The 1944 science fiction story that predicted the atomic bomb

In 1944, fully a year before the first successful nuclear test, Astounding Science Fiction magazine published a remarkably detailed description of an atomic bomb in a story called Deadline. The story, by the otherwise undistinguished author Cleve Cartmill, sent military intelligence racing to discover the source of his information — and his motives for publishing it.

By Futility Closet at 7:30 am Tue, Jul 29, 2014

In this episode of the Futility Closet podcast we’ll follow the investigation that ensued, which involved legendary editor John W. Campbell and illuminated the imaginative power of science fiction and the role of censorship in times of war. We’ll also hear Mark Twain’s advice against being too clever and puzzle over the failure of a seemingly perfect art theft.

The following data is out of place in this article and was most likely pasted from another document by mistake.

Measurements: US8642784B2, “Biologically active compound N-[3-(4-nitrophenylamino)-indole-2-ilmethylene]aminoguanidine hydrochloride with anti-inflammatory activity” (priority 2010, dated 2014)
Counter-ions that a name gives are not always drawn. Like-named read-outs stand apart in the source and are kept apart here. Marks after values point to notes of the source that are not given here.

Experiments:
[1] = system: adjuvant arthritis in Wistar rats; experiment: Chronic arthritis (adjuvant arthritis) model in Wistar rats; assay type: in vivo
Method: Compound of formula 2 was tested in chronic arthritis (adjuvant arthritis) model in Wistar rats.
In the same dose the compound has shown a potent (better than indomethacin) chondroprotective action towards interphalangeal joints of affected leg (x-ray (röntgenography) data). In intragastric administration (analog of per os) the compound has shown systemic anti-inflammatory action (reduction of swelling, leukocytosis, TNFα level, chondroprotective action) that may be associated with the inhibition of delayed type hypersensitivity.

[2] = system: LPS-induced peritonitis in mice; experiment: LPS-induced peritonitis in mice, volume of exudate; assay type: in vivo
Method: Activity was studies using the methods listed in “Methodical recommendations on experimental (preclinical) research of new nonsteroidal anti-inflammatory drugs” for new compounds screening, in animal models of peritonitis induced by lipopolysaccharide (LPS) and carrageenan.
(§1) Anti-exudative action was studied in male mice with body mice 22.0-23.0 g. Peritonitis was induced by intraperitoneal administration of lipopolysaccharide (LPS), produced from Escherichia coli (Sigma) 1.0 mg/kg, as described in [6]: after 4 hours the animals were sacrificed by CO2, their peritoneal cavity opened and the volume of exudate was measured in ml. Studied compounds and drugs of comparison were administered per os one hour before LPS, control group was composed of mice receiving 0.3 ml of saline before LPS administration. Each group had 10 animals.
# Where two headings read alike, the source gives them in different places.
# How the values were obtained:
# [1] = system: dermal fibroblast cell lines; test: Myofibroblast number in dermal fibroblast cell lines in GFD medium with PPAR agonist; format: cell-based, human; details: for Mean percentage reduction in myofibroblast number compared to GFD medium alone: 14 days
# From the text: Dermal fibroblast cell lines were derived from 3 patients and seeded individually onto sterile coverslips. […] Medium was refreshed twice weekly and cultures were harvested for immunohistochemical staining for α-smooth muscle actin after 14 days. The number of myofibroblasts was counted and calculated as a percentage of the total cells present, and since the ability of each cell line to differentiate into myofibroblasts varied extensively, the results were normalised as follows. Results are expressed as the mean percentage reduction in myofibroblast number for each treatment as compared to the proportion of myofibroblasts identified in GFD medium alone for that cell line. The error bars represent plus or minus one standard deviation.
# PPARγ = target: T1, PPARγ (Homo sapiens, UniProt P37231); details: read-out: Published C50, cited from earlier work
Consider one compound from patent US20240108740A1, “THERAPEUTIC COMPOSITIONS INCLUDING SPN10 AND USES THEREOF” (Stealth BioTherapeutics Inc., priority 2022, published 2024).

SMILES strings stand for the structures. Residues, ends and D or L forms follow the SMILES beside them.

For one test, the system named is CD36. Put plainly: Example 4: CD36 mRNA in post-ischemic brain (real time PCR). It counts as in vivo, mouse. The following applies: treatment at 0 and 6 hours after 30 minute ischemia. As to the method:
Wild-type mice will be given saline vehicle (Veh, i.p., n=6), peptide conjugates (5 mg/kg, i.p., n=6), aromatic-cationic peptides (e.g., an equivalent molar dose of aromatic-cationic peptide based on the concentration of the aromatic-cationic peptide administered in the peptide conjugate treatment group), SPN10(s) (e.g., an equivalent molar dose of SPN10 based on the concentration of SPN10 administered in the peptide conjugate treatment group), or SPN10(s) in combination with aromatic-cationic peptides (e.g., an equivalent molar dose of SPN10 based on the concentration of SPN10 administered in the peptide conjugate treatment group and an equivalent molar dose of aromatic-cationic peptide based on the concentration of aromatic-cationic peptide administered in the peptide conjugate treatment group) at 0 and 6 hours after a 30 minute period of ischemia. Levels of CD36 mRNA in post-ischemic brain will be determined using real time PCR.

Hosted by Greg and Sharon Ross, Futility Closet is a celebration of the quirky and the curious, the thought-provoking and the simply amusing. This podcast is an audio companion to the popular website that catalogs more than 8,000 curiosities in history, language, mathematics, literature, philosophy, and art. In each episode we explore intriguing finds from our research, share listener contributions, and tackle an entertaining puzzle.

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Published 7:30 am Tue, Jul 29, 2014

About the Author

Futility Closet is a collection of entertaining curiosities in history, literature, language, art, philosophy, and mathematics, designed to help you waste time as enjoyably as possible.

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